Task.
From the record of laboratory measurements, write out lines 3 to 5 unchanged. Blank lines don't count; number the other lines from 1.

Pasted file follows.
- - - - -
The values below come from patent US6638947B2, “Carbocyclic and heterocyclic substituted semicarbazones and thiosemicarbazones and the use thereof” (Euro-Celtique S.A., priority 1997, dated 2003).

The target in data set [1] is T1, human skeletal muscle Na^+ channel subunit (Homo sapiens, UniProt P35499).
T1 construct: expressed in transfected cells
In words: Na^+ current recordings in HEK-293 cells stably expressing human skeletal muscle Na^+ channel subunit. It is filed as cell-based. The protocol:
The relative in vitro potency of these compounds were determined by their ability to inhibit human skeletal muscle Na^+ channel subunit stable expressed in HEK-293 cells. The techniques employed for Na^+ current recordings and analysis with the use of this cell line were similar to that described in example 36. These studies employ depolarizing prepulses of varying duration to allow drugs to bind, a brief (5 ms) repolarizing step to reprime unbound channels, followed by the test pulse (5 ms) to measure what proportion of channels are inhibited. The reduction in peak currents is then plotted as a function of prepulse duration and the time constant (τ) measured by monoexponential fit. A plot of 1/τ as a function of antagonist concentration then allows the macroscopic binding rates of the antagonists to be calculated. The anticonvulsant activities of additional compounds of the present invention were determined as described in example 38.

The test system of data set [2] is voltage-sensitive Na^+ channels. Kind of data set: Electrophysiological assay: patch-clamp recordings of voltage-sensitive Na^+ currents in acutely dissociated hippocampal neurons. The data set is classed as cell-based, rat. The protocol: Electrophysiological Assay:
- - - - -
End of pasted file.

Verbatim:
T1 construct: expressed in transfected cells
In words: Na^+ current recordings in HEK-293 cells stably expressing human skeletal muscle Na^+ channel subunit. It is filed as cell-based. The protocol:
The relative in vitro potency of these compounds were determined by their ability to inhibit human skeletal muscle Na^+ channel subunit stable expressed in HEK-293 cells. The techniques employed for Na^+ current recordings and analysis with the use of this cell line were similar to that described in example 36. These studies employ depolarizing prepulses of varying duration to allow drugs to bind, a brief (5 ms) repolarizing step to reprime unbound channels, followed by the test pulse (5 ms) to measure what proportion of channels are inhibited. The reduction in peak currents is then plotted as a function of prepulse duration and the time constant (τ) measured by monoexponential fit. A plot of 1/τ as a function of antagonist concentration then allows the macroscopic binding rates of the antagonists to be calculated. The anticonvulsant activities of additional compounds of the present invention were determined as described in example 38.